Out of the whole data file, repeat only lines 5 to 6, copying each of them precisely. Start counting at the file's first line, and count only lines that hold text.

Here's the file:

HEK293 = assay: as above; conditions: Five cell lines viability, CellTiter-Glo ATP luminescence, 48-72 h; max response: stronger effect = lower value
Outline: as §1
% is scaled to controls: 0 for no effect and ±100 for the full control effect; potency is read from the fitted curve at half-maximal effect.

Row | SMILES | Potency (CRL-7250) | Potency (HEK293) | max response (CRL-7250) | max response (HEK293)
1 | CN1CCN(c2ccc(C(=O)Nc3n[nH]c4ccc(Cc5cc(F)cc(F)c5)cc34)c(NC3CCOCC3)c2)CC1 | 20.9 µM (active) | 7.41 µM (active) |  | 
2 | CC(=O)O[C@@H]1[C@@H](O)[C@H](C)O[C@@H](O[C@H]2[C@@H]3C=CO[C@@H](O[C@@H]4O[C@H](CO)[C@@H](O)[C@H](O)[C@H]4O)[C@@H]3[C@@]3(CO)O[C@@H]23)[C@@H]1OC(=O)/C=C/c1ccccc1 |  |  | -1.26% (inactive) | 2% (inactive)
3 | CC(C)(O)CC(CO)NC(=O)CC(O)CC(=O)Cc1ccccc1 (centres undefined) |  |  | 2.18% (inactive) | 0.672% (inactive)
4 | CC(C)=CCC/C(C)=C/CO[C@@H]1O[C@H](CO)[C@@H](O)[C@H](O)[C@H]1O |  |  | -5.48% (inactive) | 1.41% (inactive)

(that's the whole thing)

1 | CN1CCN(c2ccc(C(=O)Nc3n[nH]c4ccc(Cc5cc(F)cc(F)c5)cc34)c(NC3CCOCC3)c2)CC1 | 20.9 µM (active) | 7.41 µM (active) |  | 
2 | CC(=O)O[C@@H]1[C@@H](O)[C@H](C)O[C@@H](O[C@H]2[C@@H]3C=CO[C@@H](O[C@@H]4O[C@H](CO)[C@@H](O)[C@H](O)[C@H]4O)[C@@H]3[C@@]3(CO)O[C@@H]23)[C@@H]1OC(=O)/C=C/c1ccccc1 |  |  | -1.26% (inactive) | 2% (inactive)